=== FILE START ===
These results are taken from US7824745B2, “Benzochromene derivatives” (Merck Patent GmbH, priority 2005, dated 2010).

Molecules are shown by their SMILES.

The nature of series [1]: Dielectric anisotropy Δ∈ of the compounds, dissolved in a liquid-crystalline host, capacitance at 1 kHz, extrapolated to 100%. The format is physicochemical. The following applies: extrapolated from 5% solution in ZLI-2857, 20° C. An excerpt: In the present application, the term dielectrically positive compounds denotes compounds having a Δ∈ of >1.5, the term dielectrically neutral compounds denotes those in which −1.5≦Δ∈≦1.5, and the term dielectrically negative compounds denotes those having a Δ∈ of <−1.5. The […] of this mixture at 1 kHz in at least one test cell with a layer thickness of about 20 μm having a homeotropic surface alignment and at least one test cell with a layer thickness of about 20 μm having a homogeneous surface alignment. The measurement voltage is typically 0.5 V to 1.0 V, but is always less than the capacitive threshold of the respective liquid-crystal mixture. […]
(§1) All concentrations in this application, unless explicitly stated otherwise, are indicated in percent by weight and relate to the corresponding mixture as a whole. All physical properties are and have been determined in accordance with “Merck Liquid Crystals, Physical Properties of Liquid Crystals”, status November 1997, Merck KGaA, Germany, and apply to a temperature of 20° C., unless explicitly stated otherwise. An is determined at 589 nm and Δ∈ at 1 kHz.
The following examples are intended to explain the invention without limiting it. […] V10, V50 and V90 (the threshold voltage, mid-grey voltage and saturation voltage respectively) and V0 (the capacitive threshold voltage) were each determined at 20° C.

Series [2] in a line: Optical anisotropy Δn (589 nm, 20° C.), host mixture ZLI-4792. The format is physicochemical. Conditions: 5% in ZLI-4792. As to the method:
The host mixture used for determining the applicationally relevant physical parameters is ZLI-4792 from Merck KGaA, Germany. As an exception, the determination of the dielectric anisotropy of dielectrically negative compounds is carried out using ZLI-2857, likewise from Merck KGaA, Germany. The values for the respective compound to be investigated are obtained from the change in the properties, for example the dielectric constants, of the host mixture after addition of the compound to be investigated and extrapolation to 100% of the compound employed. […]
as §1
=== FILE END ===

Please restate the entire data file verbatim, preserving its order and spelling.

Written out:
These results are taken from US7824745B2, “Benzochromene derivatives” (Merck Patent GmbH, priority 2005, dated 2010).

Molecules are shown by their SMILES.

The nature of series [1]: Dielectric anisotropy Δ∈ of the compounds, dissolved in a liquid-crystalline host, capacitance at 1 kHz, extrapolated to 100%. The format is physicochemical. The following applies: extrapolated from 5% solution in ZLI-2857, 20° C. An excerpt: In the present application, the term dielectrically positive compounds denotes compounds having a Δ∈ of >1.5, the term dielectrically neutral compounds denotes those in which −1.5≦Δ∈≦1.5, and the term dielectrically negative compounds denotes those having a Δ∈ of <−1.5. The […] of this mixture at 1 kHz in at least one test cell with a layer thickness of about 20 μm having a homeotropic surface alignment and at least one test cell with a layer thickness of about 20 μm having a homogeneous surface alignment. The measurement voltage is typically 0.5 V to 1.0 V, but is always less than the capacitive threshold of the respective liquid-crystal mixture. […]
(§1) All concentrations in this application, unless explicitly stated otherwise, are indicated in percent by weight and relate to the corresponding mixture as a whole. All physical properties are and have been determined in accordance with “Merck Liquid Crystals, Physical Properties of Liquid Crystals”, status November 1997, Merck KGaA, Germany, and apply to a temperature of 20° C., unless explicitly stated otherwise. An is determined at 589 nm and Δ∈ at 1 kHz.
The following examples are intended to explain the invention without limiting it. […] V10, V50 and V90 (the threshold voltage, mid-grey voltage and saturation voltage respectively) and V0 (the capacitive threshold voltage) were each determined at 20° C.

Series [2] in a line: Optical anisotropy Δn (589 nm, 20° C.), host mixture ZLI-4792. The format is physicochemical. Conditions: 5% in ZLI-4792. As to the method:
The host mixture used for determining the applicationally relevant physical parameters is ZLI-4792 from Merck KGaA, Germany. As an exception, the determination of the dielectric anisotropy of dielectrically negative compounds is carried out using ZLI-2857, likewise from Merck KGaA, Germany. The values for the respective compound to be investigated are obtained from the change in the properties, for example the dielectric constants, of the host mixture after addition of the compound to be investigated and extrapolation to 100% of the compound employed. […]
as §1